One local news report says a fingerprint check would be part of the criminal background check process. The fingerprinting process would cost $37 per person. Officials also pointed out that individuals applying for paid positions undergo background checks. Some school officials say they would not be comfortable making volunteer coaches undergo the same scrutiny.

The Hanover County School Board met last week but has not yet reached a firm decision.

This shows the importance of the background screening process. A thorough background checks can protect against negligent hiring lawsuits and provide a safer work environment for everyone involved. An incorrect hiring can mean lost revenue and a damaging decrease in productivity.

More Background Check Legislation

teacher background checks

It looks like change is coming regarding background checks in one state. This time, we’re looking at the state of Pennsylvania, where teachers and other school employees will likely undergo more rigorous background checks.

This is all because of recent approved legislation that has gone to the Pennsylvania governor’s office. Earlier this month, Pennsylvania House lawmakers voted unanimously in favor of a bill that would require schools and any contractors conduct complete background checks before offering jobs to anyone who has contact with students.

There are many components of the bill. School districts are not allowed to hide information on suspected abuse or misconduct. Doing so could result in civil penalties for providing false information.

There’s more. School districts would not be able to agree to expunge or suppress information about an investigation into abuse or sexual misconduct.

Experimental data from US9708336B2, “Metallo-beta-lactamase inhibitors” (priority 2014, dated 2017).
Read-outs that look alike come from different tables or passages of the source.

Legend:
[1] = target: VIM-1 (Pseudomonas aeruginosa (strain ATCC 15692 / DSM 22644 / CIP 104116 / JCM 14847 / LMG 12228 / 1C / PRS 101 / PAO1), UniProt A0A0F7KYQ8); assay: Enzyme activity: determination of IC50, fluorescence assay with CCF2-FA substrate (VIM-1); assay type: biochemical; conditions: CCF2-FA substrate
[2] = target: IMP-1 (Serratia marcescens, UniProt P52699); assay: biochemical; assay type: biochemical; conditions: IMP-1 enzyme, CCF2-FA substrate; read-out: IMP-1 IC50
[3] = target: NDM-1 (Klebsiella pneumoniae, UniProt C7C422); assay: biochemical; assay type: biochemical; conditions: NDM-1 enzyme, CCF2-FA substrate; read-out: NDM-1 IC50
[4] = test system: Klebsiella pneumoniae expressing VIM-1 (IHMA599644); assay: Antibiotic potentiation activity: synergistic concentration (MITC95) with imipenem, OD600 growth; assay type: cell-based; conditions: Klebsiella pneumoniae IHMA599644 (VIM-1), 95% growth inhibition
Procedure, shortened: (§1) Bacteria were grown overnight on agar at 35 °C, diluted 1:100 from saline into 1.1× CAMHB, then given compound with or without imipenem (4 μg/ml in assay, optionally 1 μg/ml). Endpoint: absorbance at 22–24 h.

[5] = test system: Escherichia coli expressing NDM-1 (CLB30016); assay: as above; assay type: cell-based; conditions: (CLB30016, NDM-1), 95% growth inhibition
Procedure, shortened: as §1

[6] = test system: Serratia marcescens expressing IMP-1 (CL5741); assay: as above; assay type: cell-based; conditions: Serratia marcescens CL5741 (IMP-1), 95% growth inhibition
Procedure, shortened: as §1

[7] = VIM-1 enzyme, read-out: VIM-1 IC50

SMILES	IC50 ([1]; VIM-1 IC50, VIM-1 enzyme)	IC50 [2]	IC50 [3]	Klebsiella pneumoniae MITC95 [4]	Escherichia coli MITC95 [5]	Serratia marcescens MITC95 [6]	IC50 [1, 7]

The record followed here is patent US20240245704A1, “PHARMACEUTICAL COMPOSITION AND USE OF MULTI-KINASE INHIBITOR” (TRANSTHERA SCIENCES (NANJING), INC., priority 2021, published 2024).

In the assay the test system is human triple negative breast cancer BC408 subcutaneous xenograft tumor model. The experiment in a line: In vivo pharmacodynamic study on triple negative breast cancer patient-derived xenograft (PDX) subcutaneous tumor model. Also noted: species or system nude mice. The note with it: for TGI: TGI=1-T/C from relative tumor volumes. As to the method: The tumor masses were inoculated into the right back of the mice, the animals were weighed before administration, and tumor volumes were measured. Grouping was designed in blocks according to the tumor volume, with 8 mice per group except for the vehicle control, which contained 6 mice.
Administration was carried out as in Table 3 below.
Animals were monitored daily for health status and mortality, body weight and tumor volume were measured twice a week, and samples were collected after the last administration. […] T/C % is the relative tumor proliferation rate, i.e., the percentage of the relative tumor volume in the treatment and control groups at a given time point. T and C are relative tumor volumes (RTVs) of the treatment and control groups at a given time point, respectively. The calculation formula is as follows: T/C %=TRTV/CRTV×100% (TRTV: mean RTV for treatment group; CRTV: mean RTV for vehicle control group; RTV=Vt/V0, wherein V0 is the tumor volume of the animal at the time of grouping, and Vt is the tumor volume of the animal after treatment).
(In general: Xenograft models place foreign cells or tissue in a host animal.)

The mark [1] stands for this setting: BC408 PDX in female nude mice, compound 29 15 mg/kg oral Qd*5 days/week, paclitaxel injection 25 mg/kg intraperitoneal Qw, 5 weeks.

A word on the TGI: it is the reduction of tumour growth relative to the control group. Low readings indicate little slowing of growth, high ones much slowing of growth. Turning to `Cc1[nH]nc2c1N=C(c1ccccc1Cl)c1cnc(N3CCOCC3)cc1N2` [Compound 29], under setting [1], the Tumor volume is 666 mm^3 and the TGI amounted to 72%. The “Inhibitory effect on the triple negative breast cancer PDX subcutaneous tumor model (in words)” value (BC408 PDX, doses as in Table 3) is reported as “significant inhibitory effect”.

There’s another key component to this bill: It would bar schools from transferring “problem teachers” from one school district to another school district. The governor says he will likely sign the bill.

There are numerous reasons for background checks. We know that background checks and pre-employment screening are vital parts of the hiring process. This helps employers obtain important knowledge about a potential employee. From a legal standpoint, a proper and thorough background check can prevent a negligent hiring lawsuit.

The right background check can also increase the chances of a safe working environment. Or a safe teaching environment, as we are seeing in Pennsylvania.

School administrators and human resources managers should be aware of a potential employee’s employment history and know if there is any criminal background history.

A complete, thorough background check will also give an employer confidence that the potential employee has not represented any facts. This allows for a healthier work environment and, hopefully, a healthier teaching environment.